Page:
But that honeycrisp, right now, is dripping like a leaky faucet, so full of juice.

Maybe once or twice a honeycrisp.

Like this morning.

Keeps the doctor away.

Wednesday, September 26, 2007

Morning Thanks--a.m.

For thirty-some years, coming close to 40, I've taught students in high school and college, never really altering a basic mode that developed early on, beginning at a time I didn't recognize it as my own. I remember a time, during my first year, when I told myself--based on the eyes of my students--that this teaching thing was a job I could do. I hadn't really known that, going into that year. On the other hand, I never once feared failure as a teacher. I don't know why.

What's become my trademark is something, well, I guess, Madden-esque. I once asked a student, who was imitating an entire gallery of his profs--my colleagues--how he did me. He hunched his shoulders and turned into John Madden, who--you might have noticed--does not gesticulate as generously as he once did. I suppose none of us do. But that's who he did--John Madden. That's Schaap, he said.

Whatever the visage or character, it's not something I plan or execute. It's in me to be who I am. I tell my students that they'll never write well until they are comfortable with their voice. I don't know if I write all that well--I've never been in the NY Times--but I do know that I'm okay with my voice. I've got sea legs in a classroom too, which is a related kind of characteristic.

But I think its my energy in the classroom, when there's a crowd around, that creates my deep appreciation for solitary early mornings. I used to think it was the old days on Lake Michigan--duck hunting, trapping muskrats, just charging through the woods or along the rivers at the crack of dawn. Some boyhood thing.

But that isn't all of it. There's more.

This morning, before five, I walked outside and was greeted by the brightest possible moon staring down from the western horizon. I grabbed the camera, but I don't have the technological heft--if there is such--to capture the immense and brilliant presence. It was beautiful. And quiet. Silence.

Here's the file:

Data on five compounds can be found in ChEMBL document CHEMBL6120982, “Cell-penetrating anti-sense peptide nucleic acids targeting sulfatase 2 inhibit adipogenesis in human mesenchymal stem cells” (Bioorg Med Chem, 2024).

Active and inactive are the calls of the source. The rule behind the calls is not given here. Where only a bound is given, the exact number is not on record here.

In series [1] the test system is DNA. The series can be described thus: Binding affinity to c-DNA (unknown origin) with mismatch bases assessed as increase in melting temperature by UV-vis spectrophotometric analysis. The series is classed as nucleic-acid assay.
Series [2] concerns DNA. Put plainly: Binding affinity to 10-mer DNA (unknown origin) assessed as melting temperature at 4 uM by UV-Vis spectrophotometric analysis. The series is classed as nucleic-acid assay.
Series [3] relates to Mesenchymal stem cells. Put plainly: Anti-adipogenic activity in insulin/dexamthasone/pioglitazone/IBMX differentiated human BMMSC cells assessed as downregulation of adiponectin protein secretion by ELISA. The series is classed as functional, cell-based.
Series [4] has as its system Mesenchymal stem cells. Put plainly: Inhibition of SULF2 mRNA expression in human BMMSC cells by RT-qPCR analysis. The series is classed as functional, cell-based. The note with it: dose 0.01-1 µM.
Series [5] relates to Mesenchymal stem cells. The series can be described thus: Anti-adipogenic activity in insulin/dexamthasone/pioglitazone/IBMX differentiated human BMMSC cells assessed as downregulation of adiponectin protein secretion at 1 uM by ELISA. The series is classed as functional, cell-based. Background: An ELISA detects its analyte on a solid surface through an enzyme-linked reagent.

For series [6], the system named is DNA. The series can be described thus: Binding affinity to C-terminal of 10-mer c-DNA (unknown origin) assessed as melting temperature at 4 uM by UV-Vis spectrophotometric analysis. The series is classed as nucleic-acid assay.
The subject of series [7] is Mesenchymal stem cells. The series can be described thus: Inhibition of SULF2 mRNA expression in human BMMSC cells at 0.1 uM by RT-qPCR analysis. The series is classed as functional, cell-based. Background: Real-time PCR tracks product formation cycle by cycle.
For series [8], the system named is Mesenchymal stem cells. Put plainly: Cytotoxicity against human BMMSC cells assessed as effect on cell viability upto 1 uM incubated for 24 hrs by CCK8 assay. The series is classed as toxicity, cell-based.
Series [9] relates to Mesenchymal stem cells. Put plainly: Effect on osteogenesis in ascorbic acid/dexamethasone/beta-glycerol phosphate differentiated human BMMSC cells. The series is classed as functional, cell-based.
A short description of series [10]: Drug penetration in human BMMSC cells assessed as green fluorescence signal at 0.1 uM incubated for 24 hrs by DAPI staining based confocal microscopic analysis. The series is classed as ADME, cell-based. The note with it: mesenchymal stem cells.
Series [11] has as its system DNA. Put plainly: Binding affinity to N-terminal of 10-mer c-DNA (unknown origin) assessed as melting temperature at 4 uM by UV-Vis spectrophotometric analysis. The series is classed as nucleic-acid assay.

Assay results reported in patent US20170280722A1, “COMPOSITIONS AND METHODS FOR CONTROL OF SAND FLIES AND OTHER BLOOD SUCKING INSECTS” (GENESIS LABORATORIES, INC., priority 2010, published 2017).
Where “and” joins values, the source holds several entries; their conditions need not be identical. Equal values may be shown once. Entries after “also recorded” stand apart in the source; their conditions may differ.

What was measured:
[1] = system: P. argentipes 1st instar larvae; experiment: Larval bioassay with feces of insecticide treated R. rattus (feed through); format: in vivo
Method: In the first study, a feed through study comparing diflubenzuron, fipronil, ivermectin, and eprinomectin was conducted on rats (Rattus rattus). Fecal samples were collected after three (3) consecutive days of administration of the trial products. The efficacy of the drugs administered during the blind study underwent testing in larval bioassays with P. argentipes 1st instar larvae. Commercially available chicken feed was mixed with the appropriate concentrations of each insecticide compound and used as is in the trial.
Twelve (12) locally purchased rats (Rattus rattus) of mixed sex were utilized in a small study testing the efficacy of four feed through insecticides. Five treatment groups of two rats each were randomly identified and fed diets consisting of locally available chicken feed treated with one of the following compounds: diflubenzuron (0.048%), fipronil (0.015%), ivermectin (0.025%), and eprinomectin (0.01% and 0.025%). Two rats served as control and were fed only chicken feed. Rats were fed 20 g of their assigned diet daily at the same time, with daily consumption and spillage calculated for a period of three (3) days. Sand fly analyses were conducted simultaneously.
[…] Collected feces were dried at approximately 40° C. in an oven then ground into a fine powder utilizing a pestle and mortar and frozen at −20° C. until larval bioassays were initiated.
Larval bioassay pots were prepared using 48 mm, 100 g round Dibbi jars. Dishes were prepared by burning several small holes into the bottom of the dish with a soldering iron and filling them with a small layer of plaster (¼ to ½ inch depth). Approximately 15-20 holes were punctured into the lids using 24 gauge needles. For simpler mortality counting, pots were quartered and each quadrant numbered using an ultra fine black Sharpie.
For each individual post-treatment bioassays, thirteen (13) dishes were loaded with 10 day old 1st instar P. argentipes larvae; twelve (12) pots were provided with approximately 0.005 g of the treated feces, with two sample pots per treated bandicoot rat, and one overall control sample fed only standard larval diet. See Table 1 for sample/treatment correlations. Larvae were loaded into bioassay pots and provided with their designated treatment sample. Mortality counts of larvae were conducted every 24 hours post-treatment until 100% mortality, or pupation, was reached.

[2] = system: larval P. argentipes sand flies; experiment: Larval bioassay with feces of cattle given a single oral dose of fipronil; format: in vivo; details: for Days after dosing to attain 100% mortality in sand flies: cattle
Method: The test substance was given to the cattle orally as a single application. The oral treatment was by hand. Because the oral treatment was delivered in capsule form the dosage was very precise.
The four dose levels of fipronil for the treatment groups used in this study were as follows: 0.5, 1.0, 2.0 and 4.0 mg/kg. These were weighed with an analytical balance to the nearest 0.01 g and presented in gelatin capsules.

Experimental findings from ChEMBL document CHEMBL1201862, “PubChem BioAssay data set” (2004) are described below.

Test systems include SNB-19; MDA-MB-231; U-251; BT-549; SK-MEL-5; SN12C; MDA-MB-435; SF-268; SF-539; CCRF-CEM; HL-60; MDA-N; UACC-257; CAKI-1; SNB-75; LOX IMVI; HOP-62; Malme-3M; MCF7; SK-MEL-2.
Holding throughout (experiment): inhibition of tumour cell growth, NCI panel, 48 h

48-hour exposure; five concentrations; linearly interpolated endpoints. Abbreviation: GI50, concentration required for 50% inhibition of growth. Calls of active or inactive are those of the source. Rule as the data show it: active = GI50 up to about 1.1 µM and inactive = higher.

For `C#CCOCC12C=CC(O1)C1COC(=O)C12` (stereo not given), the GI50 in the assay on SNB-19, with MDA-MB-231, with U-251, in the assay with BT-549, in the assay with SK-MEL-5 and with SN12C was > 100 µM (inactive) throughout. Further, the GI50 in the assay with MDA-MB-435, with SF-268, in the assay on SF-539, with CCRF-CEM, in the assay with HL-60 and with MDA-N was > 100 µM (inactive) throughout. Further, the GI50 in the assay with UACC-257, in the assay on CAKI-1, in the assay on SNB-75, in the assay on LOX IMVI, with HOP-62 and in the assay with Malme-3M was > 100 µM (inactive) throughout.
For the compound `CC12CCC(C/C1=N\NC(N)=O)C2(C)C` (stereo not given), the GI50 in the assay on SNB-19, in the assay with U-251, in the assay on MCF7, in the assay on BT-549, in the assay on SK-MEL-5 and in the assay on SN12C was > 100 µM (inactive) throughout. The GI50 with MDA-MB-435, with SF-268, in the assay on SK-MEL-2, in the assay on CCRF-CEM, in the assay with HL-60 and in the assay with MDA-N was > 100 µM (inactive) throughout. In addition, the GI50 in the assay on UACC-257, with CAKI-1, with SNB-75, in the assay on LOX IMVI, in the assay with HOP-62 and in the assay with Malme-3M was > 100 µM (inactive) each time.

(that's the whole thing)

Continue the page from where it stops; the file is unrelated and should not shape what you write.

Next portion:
I love the morning, the early morning, I think, because of the silence, because there's no need for the John Madden I can be, no call, no show. In the earliest hours of the morning I draw about myself a cloak of darkness emblazoned with a single brilliant moon, and stand alone in the darkness, smiling.

Tomorrow too, I'm sure.

Tuesday, September 25, 2007

Reading the Great Plains

If I never teach again after this year, what I most won't miss is the kind of day I'm facing right now--a day when what I lug along into class is disliked by students as heartily as it is beloved by me. That dissonance is always disheartening, and my getting older only makes it worse--and more frequent.

This morning, Ian Frazier's Great Plains--case in point. Frazier's book is a junk drawer of info that, most of the time, looks incredibly out-of-control because, for the most part, it is. It's a mess. It's a playground.

But then, so are the Great Plains, Mr. Frazier would say. They've been a playground for as long as Europeans have tried to live out here. The very first white settlers to come in masse to these climes--my own neighborhood--were the raucous sons of English land barons who came out here to do little more than hunt fox on their loyal steeds [see yesterday's post].

Ian Frazier pushes that thesis into absurdity, really, claiming that the greatest Great Plains-er of all was none other than George Armstrong Custer, who, with his men, got himself slain but good on the banks of the Little Big Horn. But doggone it, Frazier says, the man had a great time out here on America's playground.

Absurd as it may sound, that claim is probably more right than wrong. Why else would the man lead his troops into a Sioux encampment as big as Chicago? We're going to whup us some savages, he must have thought. Yeeehaw!

Captain Reno and his men, who weren't that far from the carnage, were in the battle themselves, but some distance away from the hill where Custer and his men were being slaughtered. What all reports of the battle describe is thick clouds of dust and smoke raised where fighting raged, and such was the case on the hill where Custer was killed. Reno and his men saw that mushroom cloud over yonder, but they still had no idea where in the world Custer had gone. It never once dawned on them that Gen. Yellow Hair could have a run smack dab into a Cheyenne and Sioux buzzsaw. It was literally beyond imagination.

Why not? Because their white imaginations simply could not create a scenario of fear: it never dawned on them that Custer and his men would get slaughtered. So absolutely sure were they of the white man's superiority, of European sovereignty, that they absolutely could not imagine what had, in fact, happened. I'm not speaking in cliches here: the fact is, Reno and his men couldn't believe what was happening, so they didn't, not until they came face to bloody face with the mutilated corpses.